One aesthetic idea driving the creation of Laurel Way was that each room or space should be a jewel box, an individually conceived, precisely functional and dramatic sensory experience with its own depth of architecture. Central to the composition are many of Marc Whipple’s signature elements, one being the use of texture; smooth next to rough stone, rich wooden panels against glass, and glass reflecting water. The immediate experience upon entering the house is its inherent weightlessness – the sense that the walls appear to float as panels and you are always connected to the outdoors. This is achieved with adherence to precise symmetry of beams, support panels, tiles, and sightlines, and also that walls do not meet the ceilings – a one-half inch gap is left that helps achieve the effect.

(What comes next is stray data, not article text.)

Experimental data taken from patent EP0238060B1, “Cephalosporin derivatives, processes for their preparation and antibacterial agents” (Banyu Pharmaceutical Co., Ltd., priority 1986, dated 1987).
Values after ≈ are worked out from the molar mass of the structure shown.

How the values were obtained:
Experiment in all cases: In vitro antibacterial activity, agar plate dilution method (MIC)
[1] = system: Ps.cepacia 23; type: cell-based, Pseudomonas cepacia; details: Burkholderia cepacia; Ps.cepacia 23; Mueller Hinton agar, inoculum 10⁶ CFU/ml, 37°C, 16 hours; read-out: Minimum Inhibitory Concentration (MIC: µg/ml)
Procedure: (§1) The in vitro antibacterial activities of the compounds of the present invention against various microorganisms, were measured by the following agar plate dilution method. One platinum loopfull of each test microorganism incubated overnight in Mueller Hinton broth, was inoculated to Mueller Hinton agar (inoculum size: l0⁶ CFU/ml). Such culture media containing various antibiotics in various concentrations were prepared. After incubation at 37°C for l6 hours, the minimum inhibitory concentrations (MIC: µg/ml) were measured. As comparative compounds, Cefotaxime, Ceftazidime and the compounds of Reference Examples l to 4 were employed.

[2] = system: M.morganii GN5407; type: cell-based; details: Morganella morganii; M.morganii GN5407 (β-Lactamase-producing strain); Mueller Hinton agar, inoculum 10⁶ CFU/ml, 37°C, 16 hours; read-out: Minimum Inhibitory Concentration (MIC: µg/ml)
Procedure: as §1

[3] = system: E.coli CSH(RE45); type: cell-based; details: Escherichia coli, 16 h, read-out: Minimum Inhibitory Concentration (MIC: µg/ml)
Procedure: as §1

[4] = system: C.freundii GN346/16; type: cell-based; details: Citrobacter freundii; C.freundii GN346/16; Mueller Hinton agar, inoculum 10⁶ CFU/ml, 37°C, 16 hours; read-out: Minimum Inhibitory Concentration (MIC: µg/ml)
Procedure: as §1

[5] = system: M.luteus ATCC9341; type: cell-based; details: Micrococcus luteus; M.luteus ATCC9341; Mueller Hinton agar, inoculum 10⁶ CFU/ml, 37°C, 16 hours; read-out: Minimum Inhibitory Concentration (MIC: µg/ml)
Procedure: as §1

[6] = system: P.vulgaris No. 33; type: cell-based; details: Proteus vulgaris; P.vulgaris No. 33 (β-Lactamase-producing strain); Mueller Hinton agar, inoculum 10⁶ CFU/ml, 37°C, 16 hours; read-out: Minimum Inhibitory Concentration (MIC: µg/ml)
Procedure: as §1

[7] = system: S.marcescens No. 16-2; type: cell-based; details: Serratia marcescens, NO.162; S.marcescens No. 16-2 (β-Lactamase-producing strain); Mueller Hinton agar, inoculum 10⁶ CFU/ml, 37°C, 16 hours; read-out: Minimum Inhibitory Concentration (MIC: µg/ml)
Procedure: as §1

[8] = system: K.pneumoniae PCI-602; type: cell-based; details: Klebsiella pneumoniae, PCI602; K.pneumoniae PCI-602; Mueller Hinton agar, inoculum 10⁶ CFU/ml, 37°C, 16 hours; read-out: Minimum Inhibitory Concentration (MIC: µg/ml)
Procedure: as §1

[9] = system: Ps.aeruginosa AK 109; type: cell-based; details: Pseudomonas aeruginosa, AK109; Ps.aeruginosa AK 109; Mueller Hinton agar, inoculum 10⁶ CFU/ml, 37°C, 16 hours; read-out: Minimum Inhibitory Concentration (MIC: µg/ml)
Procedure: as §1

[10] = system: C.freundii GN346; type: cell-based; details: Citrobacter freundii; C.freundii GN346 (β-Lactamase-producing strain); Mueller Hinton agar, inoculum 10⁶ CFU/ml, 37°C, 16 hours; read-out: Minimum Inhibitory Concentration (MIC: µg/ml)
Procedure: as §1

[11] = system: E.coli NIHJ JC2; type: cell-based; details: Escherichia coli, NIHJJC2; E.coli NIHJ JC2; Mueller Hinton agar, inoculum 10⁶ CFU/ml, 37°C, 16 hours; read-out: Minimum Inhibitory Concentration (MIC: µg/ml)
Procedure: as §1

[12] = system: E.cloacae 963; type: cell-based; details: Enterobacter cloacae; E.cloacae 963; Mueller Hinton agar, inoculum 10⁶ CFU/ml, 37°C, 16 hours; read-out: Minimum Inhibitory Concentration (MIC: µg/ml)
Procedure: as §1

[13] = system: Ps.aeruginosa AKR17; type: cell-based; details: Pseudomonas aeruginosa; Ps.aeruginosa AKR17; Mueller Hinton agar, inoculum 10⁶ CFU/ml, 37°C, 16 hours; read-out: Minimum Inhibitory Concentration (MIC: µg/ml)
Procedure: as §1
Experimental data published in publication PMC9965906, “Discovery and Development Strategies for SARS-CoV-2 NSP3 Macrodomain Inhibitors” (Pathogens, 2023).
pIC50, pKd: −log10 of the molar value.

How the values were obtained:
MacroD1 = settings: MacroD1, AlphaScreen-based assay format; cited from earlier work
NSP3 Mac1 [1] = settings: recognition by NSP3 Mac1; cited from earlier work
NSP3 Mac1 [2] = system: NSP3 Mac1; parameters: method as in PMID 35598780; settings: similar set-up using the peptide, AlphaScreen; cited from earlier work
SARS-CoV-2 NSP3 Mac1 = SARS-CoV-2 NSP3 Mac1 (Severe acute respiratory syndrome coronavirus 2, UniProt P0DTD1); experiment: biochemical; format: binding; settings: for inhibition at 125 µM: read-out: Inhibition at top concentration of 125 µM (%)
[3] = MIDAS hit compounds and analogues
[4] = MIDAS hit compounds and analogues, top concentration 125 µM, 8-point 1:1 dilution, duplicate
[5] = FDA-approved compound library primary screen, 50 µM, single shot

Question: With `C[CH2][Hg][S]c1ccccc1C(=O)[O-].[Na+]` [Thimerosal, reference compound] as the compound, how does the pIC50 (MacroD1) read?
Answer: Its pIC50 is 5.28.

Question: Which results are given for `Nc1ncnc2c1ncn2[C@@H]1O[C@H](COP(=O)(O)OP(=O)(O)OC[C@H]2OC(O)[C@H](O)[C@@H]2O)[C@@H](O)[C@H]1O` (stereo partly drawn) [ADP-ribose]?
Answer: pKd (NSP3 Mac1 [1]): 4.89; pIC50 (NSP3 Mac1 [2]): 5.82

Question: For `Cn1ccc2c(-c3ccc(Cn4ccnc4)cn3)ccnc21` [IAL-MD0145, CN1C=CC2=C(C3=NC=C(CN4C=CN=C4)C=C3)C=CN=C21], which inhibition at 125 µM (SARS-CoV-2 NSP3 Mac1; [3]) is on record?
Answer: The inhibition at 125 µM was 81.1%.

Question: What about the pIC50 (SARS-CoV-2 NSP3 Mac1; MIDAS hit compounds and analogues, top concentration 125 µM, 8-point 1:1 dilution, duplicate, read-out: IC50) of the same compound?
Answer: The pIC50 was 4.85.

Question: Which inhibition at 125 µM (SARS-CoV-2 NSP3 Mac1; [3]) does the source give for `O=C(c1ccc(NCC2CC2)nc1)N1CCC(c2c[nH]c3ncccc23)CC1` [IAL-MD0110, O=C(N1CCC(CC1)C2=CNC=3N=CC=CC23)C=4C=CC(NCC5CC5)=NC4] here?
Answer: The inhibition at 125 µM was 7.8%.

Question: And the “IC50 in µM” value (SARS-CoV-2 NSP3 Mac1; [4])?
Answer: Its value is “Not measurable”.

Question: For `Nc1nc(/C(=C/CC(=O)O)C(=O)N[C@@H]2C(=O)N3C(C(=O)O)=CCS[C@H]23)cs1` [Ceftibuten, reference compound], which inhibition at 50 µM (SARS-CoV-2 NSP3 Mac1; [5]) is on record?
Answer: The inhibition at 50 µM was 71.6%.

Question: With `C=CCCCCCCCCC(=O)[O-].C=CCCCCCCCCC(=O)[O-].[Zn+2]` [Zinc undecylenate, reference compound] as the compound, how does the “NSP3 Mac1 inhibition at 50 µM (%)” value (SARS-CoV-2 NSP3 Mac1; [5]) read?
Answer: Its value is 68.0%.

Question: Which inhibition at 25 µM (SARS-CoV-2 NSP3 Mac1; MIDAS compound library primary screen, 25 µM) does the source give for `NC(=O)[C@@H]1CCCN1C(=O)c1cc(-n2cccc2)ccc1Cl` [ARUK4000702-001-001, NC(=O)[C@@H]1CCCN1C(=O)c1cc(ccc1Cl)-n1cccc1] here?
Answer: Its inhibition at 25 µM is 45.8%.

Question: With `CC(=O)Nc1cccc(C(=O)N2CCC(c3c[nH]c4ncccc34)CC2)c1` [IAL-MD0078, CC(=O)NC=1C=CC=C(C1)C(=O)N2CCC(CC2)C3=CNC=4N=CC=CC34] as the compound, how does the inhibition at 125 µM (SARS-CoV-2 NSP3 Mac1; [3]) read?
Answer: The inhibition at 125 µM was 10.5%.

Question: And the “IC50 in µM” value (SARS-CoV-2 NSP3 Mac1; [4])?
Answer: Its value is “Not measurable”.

These elements play up the horizontals and verticals of the house while movement and curves come from the three tiers of greenery and two water channels that surround the house giving it the look of an island floating against the blue California sky. The moat-like water surround is more than an artistic inspiration; it adds the feeling of a protective secure boundary without obstructing the views in any way. It also provides an innovative water feature visible from the interior while adding a highly dramatic dynamic to the entire design.
beverly hills, ca